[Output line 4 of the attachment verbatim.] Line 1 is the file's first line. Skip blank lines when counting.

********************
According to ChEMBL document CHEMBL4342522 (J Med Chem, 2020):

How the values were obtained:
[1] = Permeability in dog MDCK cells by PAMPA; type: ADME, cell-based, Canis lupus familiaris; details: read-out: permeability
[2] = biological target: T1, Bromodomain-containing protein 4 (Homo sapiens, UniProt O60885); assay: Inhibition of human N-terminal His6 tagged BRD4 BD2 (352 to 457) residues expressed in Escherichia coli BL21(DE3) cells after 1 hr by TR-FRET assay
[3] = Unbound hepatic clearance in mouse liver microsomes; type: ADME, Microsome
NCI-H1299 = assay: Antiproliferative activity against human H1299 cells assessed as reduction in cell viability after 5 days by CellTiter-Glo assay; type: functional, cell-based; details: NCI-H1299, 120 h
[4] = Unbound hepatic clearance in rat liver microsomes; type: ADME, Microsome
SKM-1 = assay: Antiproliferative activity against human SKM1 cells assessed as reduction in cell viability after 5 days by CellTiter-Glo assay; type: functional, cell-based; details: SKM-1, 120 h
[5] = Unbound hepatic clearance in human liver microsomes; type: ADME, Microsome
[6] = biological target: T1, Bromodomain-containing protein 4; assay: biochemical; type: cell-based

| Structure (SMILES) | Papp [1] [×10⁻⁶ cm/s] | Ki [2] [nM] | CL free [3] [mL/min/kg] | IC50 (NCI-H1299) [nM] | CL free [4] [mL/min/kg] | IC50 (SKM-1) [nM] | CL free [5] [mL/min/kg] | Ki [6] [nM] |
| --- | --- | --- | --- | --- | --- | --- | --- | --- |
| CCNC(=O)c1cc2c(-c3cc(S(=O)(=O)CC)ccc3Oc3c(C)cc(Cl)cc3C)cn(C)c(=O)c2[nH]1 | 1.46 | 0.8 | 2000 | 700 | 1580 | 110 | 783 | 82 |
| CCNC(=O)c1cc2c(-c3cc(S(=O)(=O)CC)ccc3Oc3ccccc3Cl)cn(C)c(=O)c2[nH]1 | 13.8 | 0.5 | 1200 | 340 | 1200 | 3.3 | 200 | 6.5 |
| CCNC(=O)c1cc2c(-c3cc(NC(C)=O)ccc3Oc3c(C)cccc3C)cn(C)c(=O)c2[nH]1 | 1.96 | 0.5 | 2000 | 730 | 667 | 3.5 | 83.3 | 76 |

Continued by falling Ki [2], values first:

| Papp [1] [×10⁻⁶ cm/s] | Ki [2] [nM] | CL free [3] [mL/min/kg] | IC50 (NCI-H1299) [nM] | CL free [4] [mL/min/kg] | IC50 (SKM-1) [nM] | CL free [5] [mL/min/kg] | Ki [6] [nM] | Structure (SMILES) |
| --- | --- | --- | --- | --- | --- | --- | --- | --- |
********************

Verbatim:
[2] = biological target: T1, Bromodomain-containing protein 4 (Homo sapiens, UniProt O60885); assay: Inhibition of human N-terminal His6 tagged BRD4 BD2 (352 to 457) residues expressed in Escherichia coli BL21(DE3) cells after 1 hr by TR-FRET assay